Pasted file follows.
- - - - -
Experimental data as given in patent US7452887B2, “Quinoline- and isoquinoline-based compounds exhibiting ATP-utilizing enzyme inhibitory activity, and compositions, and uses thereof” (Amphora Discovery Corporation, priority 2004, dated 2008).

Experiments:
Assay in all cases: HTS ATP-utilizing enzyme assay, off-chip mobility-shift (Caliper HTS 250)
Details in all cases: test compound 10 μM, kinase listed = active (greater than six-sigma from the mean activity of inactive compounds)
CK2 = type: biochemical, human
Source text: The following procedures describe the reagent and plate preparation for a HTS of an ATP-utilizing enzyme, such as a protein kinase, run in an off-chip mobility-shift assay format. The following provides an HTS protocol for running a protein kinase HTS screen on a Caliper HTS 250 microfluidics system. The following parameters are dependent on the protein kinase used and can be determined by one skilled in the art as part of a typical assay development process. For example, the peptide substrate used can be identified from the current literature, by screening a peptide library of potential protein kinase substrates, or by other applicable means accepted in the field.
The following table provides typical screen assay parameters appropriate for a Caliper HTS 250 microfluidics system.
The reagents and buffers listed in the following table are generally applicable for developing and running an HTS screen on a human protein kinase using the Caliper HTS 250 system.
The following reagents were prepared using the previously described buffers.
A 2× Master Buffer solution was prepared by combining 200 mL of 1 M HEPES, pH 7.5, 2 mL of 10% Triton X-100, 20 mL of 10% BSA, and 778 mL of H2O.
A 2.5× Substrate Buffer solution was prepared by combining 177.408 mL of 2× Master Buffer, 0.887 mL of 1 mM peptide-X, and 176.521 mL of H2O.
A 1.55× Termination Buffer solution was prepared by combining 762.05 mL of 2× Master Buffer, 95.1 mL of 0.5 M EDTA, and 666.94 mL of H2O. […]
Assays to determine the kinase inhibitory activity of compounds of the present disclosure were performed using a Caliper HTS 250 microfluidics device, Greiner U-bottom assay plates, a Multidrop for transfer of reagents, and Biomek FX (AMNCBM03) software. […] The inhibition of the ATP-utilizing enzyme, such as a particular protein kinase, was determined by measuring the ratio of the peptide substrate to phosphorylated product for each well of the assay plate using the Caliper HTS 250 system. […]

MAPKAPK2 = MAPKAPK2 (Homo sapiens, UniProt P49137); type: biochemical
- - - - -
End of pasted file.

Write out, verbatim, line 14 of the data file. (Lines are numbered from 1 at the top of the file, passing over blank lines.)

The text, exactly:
MAPKAPK2 = MAPKAPK2 (Homo sapiens, UniProt P49137); type: biochemical